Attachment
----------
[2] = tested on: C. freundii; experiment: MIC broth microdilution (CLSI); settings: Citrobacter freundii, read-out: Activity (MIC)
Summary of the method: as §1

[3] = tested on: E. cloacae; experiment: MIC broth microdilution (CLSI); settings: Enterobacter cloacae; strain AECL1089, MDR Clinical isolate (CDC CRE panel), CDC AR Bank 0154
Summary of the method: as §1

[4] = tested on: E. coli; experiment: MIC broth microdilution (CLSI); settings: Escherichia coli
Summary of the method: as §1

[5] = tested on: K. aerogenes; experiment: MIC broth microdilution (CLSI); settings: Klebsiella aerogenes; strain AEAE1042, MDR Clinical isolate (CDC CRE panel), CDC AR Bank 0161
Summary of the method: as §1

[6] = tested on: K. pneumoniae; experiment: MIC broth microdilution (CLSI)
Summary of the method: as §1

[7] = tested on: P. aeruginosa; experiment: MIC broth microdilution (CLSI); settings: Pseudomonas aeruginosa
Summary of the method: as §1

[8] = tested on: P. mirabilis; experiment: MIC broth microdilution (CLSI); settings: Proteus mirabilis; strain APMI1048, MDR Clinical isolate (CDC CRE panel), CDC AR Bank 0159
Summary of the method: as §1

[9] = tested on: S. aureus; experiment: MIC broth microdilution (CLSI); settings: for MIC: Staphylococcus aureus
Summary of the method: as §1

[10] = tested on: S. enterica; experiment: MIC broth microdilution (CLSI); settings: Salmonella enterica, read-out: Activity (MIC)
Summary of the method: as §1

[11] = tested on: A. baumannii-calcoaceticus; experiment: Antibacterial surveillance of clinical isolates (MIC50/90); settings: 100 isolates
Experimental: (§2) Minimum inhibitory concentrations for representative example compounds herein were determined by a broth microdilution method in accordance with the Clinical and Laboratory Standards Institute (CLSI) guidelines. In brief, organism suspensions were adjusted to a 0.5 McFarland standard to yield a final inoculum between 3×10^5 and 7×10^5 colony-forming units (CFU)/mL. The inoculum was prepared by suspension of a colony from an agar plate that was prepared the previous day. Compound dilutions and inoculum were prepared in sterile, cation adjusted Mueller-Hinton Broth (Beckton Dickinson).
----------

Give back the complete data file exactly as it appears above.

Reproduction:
[2] = tested on: C. freundii; experiment: MIC broth microdilution (CLSI); settings: Citrobacter freundii, read-out: Activity (MIC)
Summary of the method: as §1

[3] = tested on: E. cloacae; experiment: MIC broth microdilution (CLSI); settings: Enterobacter cloacae; strain AECL1089, MDR Clinical isolate (CDC CRE panel), CDC AR Bank 0154
Summary of the method: as §1

[4] = tested on: E. coli; experiment: MIC broth microdilution (CLSI); settings: Escherichia coli
Summary of the method: as §1

[5] = tested on: K. aerogenes; experiment: MIC broth microdilution (CLSI); settings: Klebsiella aerogenes; strain AEAE1042, MDR Clinical isolate (CDC CRE panel), CDC AR Bank 0161
Summary of the method: as §1

[6] = tested on: K. pneumoniae; experiment: MIC broth microdilution (CLSI)
Summary of the method: as §1

[7] = tested on: P. aeruginosa; experiment: MIC broth microdilution (CLSI); settings: Pseudomonas aeruginosa
Summary of the method: as §1

[8] = tested on: P. mirabilis; experiment: MIC broth microdilution (CLSI); settings: Proteus mirabilis; strain APMI1048, MDR Clinical isolate (CDC CRE panel), CDC AR Bank 0159
Summary of the method: as §1

[9] = tested on: S. aureus; experiment: MIC broth microdilution (CLSI); settings: for MIC: Staphylococcus aureus
Summary of the method: as §1

[10] = tested on: S. enterica; experiment: MIC broth microdilution (CLSI); settings: Salmonella enterica, read-out: Activity (MIC)
Summary of the method: as §1

[11] = tested on: A. baumannii-calcoaceticus; experiment: Antibacterial surveillance of clinical isolates (MIC50/90); settings: 100 isolates
Experimental: (§2) Minimum inhibitory concentrations for representative example compounds herein were determined by a broth microdilution method in accordance with the Clinical and Laboratory Standards Institute (CLSI) guidelines. In brief, organism suspensions were adjusted to a 0.5 McFarland standard to yield a final inoculum between 3×10^5 and 7×10^5 colony-forming units (CFU)/mL. The inoculum was prepared by suspension of a colony from an agar plate that was prepared the previous day. Compound dilutions and inoculum were prepared in sterile, cation adjusted Mueller-Hinton Broth (Beckton Dickinson).